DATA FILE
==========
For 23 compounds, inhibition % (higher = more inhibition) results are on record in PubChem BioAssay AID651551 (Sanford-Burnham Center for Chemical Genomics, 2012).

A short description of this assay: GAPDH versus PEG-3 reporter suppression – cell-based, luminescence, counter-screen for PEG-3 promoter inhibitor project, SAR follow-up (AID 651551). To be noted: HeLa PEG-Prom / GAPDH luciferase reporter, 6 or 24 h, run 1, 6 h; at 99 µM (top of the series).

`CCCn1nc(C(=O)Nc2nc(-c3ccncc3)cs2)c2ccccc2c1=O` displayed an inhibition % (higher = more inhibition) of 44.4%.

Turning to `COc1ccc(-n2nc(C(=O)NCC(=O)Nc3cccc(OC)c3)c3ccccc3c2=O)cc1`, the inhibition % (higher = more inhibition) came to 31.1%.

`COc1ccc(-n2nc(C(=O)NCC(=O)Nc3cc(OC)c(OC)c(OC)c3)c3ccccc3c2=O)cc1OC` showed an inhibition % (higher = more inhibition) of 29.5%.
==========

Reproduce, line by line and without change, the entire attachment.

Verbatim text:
For 23 compounds, inhibition % (higher = more inhibition) results are on record in PubChem BioAssay AID651551 (Sanford-Burnham Center for Chemical Genomics, 2012).

A short description of this assay: GAPDH versus PEG-3 reporter suppression – cell-based, luminescence, counter-screen for PEG-3 promoter inhibitor project, SAR follow-up (AID 651551). To be noted: HeLa PEG-Prom / GAPDH luciferase reporter, 6 or 24 h, run 1, 6 h; at 99 µM (top of the series).

`CCCn1nc(C(=O)Nc2nc(-c3ccncc3)cs2)c2ccccc2c1=O` displayed an inhibition % (higher = more inhibition) of 44.4%.

Turning to `COc1ccc(-n2nc(C(=O)NCC(=O)Nc3cccc(OC)c3)c3ccccc3c2=O)cc1`, the inhibition % (higher = more inhibition) came to 31.1%.

`COc1ccc(-n2nc(C(=O)NCC(=O)Nc3cc(OC)c(OC)c(OC)c3)c3ccccc3c2=O)cc1OC` showed an inhibition % (higher = more inhibition) of 29.5%.